As the daughter of one emperor, and the niece of another it isn’t hard to come up with a cynical explanation for this match.  But contemporary reports treat it as genuine love match.  Gibbon is rarely a softy in these issues, but goes along with this explanation.  Who knows, but sometimes the motivations of the great and powerful must coincide with more ordinary people.  If so the campaign against Maximus was also a family motivated grudge match to restore Theodosius’ now bother in law.   And with victory, that was exactly what he did.  Valentinian II was established as the emperor of the whole of the western half of the empire.  Justina returned to see the triumph of her family, with the effective guarantee of the man who was now her son in law.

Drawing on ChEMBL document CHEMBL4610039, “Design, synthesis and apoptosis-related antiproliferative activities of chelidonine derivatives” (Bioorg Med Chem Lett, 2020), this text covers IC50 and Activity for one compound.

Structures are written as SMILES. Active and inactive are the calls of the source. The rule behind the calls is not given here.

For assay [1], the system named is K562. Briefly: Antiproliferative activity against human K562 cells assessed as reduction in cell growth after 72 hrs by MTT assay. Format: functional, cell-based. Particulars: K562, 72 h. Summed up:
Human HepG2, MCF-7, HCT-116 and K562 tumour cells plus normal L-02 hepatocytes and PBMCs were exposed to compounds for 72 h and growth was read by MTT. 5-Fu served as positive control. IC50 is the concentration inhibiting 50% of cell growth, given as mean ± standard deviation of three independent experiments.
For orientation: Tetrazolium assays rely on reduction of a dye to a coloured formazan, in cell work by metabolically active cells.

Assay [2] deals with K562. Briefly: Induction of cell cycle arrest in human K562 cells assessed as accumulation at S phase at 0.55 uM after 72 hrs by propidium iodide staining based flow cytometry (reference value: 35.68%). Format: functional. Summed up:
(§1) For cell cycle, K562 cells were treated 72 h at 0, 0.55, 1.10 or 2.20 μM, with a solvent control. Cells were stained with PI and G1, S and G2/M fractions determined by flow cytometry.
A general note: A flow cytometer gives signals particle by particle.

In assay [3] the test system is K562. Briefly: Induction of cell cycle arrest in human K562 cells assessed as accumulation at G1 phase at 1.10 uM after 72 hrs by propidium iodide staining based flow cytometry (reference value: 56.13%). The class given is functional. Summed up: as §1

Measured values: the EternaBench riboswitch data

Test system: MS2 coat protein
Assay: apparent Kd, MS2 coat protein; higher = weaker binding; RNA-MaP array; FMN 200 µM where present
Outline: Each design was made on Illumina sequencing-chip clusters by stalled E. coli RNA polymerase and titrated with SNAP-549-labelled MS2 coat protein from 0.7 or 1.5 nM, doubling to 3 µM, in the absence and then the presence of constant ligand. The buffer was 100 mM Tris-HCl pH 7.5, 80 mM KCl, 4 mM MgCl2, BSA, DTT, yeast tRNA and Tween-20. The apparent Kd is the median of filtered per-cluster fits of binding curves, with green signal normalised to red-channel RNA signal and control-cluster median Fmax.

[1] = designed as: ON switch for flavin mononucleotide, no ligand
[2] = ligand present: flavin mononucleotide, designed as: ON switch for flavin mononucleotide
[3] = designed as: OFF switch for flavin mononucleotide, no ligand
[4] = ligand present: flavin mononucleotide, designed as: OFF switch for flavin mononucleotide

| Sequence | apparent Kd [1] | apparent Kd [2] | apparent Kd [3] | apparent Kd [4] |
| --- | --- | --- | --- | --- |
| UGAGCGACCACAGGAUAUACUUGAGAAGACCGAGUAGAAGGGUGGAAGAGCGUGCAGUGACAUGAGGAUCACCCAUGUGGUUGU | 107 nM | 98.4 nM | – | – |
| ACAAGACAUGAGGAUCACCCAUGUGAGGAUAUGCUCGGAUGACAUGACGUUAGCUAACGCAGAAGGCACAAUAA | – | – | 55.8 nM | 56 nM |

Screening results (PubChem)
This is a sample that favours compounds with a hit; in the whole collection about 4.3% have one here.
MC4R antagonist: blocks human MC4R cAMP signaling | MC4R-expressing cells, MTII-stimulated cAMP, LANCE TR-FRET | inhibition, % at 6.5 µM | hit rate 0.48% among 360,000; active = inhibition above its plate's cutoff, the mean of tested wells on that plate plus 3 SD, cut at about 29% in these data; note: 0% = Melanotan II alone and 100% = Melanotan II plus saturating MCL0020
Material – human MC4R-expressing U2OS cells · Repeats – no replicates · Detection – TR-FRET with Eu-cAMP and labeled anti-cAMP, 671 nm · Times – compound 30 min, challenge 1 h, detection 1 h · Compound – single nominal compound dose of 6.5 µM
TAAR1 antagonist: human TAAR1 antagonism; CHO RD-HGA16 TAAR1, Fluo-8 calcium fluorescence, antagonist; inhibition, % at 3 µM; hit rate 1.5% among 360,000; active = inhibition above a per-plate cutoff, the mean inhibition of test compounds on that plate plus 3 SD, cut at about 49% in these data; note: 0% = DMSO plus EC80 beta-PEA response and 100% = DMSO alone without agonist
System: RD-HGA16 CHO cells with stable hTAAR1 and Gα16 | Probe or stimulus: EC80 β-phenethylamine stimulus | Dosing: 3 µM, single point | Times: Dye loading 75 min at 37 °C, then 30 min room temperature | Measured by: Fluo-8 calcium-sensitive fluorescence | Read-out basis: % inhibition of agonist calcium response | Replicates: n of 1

She died a few months later, but that was probably just as well.  Valentinian found that he was only nominally in charge. All the power was in the hands of a Frankish general called Arbogast.  Valentinian found the situation humiliating and frustrating.  On top of that Ambrose manipulated him as well, blocking his plans to reach out to the pagans – who were still in the majority at this stage.  The young man was later found hanged.  This was universally interpreted as a murder carried out by Arbogast.  This was the opinion of contemporary historians.  Gibbon goes along with the murder idea, but thinks it was a behind the scenes plot rather than Arbogast himself.  This actually makes more sense.  Arbogast actually had nothing to gain from the death of Valentinian since he was already in control.  Killing the relation of Theodosius was not remotely in his interests since it was almost certain to lead to an attack.  It seems much more likely that it was suicide – which is exactly what Arbogast said it was.